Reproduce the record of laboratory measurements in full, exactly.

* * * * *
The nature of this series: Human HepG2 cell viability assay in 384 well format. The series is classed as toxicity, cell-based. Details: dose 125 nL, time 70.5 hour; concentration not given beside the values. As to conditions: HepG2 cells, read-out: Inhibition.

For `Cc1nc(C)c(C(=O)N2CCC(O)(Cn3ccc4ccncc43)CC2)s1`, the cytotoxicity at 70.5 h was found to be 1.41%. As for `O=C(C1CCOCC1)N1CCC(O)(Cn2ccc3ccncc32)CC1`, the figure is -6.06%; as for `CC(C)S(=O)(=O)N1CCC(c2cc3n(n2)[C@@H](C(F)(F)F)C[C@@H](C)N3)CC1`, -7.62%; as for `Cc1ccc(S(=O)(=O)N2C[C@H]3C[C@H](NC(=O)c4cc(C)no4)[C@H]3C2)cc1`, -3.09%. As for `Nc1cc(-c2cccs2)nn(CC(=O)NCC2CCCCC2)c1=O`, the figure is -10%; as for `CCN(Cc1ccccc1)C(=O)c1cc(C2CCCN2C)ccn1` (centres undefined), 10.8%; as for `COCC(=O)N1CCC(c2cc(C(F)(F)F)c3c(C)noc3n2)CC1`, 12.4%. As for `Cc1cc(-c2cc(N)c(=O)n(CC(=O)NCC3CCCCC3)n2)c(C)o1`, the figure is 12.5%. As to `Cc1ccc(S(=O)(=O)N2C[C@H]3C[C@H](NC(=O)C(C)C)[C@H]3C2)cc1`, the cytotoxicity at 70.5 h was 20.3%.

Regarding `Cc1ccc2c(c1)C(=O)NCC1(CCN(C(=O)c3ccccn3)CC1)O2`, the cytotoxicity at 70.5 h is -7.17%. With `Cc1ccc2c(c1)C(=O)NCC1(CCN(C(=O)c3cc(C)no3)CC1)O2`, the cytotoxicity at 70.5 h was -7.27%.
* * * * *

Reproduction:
The nature of this series: Human HepG2 cell viability assay in 384 well format. The series is classed as toxicity, cell-based. Details: dose 125 nL, time 70.5 hour; concentration not given beside the values. As to conditions: HepG2 cells, read-out: Inhibition.

For `Cc1nc(C)c(C(=O)N2CCC(O)(Cn3ccc4ccncc43)CC2)s1`, the cytotoxicity at 70.5 h was found to be 1.41%. As for `O=C(C1CCOCC1)N1CCC(O)(Cn2ccc3ccncc32)CC1`, the figure is -6.06%; as for `CC(C)S(=O)(=O)N1CCC(c2cc3n(n2)[C@@H](C(F)(F)F)C[C@@H](C)N3)CC1`, -7.62%; as for `Cc1ccc(S(=O)(=O)N2C[C@H]3C[C@H](NC(=O)c4cc(C)no4)[C@H]3C2)cc1`, -3.09%. As for `Nc1cc(-c2cccs2)nn(CC(=O)NCC2CCCCC2)c1=O`, the figure is -10%; as for `CCN(Cc1ccccc1)C(=O)c1cc(C2CCCN2C)ccn1` (centres undefined), 10.8%; as for `COCC(=O)N1CCC(c2cc(C(F)(F)F)c3c(C)noc3n2)CC1`, 12.4%. As for `Cc1cc(-c2cc(N)c(=O)n(CC(=O)NCC3CCCCC3)n2)c(C)o1`, the figure is 12.5%. As to `Cc1ccc(S(=O)(=O)N2C[C@H]3C[C@H](NC(=O)C(C)C)[C@H]3C2)cc1`, the cytotoxicity at 70.5 h was 20.3%.

Regarding `Cc1ccc2c(c1)C(=O)NCC1(CCN(C(=O)c3ccccn3)CC1)O2`, the cytotoxicity at 70.5 h is -7.17%. With `Cc1ccc2c(c1)C(=O)NCC1(CCN(C(=O)c3cc(C)no3)CC1)O2`, the cytotoxicity at 70.5 h was -7.27%.